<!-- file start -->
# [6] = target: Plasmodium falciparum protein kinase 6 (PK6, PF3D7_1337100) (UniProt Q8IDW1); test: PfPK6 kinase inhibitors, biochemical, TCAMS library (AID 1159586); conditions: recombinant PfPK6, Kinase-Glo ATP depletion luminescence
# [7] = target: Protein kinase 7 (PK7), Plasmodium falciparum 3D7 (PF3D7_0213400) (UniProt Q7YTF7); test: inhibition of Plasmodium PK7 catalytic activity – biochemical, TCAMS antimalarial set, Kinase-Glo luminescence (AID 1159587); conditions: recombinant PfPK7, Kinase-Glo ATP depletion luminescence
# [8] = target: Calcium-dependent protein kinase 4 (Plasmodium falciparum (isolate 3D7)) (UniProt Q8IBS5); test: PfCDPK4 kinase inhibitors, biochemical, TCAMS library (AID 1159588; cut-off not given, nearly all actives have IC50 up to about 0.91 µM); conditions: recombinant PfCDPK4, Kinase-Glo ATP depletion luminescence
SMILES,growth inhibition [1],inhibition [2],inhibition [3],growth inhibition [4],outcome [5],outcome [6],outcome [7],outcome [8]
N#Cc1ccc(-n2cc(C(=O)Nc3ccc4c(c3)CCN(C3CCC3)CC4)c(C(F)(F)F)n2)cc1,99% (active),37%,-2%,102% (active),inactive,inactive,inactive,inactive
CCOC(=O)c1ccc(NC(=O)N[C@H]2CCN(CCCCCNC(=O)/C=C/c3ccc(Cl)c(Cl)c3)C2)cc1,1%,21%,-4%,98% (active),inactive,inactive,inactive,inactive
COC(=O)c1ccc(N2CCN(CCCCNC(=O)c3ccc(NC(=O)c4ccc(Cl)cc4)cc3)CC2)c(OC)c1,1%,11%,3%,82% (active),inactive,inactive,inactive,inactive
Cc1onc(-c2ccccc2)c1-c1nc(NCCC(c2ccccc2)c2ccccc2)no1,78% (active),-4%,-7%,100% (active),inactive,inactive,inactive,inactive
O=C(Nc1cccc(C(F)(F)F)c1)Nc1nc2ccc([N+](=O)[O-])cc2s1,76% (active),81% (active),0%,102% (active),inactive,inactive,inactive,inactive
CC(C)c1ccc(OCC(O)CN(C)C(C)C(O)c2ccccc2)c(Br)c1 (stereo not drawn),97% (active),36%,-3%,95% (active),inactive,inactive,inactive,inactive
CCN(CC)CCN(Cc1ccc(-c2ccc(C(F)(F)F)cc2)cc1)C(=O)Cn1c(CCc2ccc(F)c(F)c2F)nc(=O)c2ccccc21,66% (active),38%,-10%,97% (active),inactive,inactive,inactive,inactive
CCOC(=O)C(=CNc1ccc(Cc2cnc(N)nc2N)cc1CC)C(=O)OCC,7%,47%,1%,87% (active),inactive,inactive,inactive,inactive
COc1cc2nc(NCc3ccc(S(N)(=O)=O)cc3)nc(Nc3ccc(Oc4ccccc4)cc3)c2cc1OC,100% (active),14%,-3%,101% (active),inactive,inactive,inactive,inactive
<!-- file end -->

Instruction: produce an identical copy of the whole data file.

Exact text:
# [6] = target: Plasmodium falciparum protein kinase 6 (PK6, PF3D7_1337100) (UniProt Q8IDW1); test: PfPK6 kinase inhibitors, biochemical, TCAMS library (AID 1159586); conditions: recombinant PfPK6, Kinase-Glo ATP depletion luminescence
# [7] = target: Protein kinase 7 (PK7), Plasmodium falciparum 3D7 (PF3D7_0213400) (UniProt Q7YTF7); test: inhibition of Plasmodium PK7 catalytic activity – biochemical, TCAMS antimalarial set, Kinase-Glo luminescence (AID 1159587); conditions: recombinant PfPK7, Kinase-Glo ATP depletion luminescence
# [8] = target: Calcium-dependent protein kinase 4 (Plasmodium falciparum (isolate 3D7)) (UniProt Q8IBS5); test: PfCDPK4 kinase inhibitors, biochemical, TCAMS library (AID 1159588; cut-off not given, nearly all actives have IC50 up to about 0.91 µM); conditions: recombinant PfCDPK4, Kinase-Glo ATP depletion luminescence
SMILES,growth inhibition [1],inhibition [2],inhibition [3],growth inhibition [4],outcome [5],outcome [6],outcome [7],outcome [8]
N#Cc1ccc(-n2cc(C(=O)Nc3ccc4c(c3)CCN(C3CCC3)CC4)c(C(F)(F)F)n2)cc1,99% (active),37%,-2%,102% (active),inactive,inactive,inactive,inactive
CCOC(=O)c1ccc(NC(=O)N[C@H]2CCN(CCCCCNC(=O)/C=C/c3ccc(Cl)c(Cl)c3)C2)cc1,1%,21%,-4%,98% (active),inactive,inactive,inactive,inactive
COC(=O)c1ccc(N2CCN(CCCCNC(=O)c3ccc(NC(=O)c4ccc(Cl)cc4)cc3)CC2)c(OC)c1,1%,11%,3%,82% (active),inactive,inactive,inactive,inactive
Cc1onc(-c2ccccc2)c1-c1nc(NCCC(c2ccccc2)c2ccccc2)no1,78% (active),-4%,-7%,100% (active),inactive,inactive,inactive,inactive
O=C(Nc1cccc(C(F)(F)F)c1)Nc1nc2ccc([N+](=O)[O-])cc2s1,76% (active),81% (active),0%,102% (active),inactive,inactive,inactive,inactive
CC(C)c1ccc(OCC(O)CN(C)C(C)C(O)c2ccccc2)c(Br)c1 (stereo not drawn),97% (active),36%,-3%,95% (active),inactive,inactive,inactive,inactive
CCN(CC)CCN(Cc1ccc(-c2ccc(C(F)(F)F)cc2)cc1)C(=O)Cn1c(CCc2ccc(F)c(F)c2F)nc(=O)c2ccccc21,66% (active),38%,-10%,97% (active),inactive,inactive,inactive,inactive
CCOC(=O)C(=CNc1ccc(Cc2cnc(N)nc2N)cc1CC)C(=O)OCC,7%,47%,1%,87% (active),inactive,inactive,inactive,inactive
COc1cc2nc(NCc3ccc(S(N)(=O)=O)cc3)nc(Nc3ccc(Oc4ccccc4)cc3)c2cc1OC,100% (active),14%,-3%,101% (active),inactive,inactive,inactive,inactive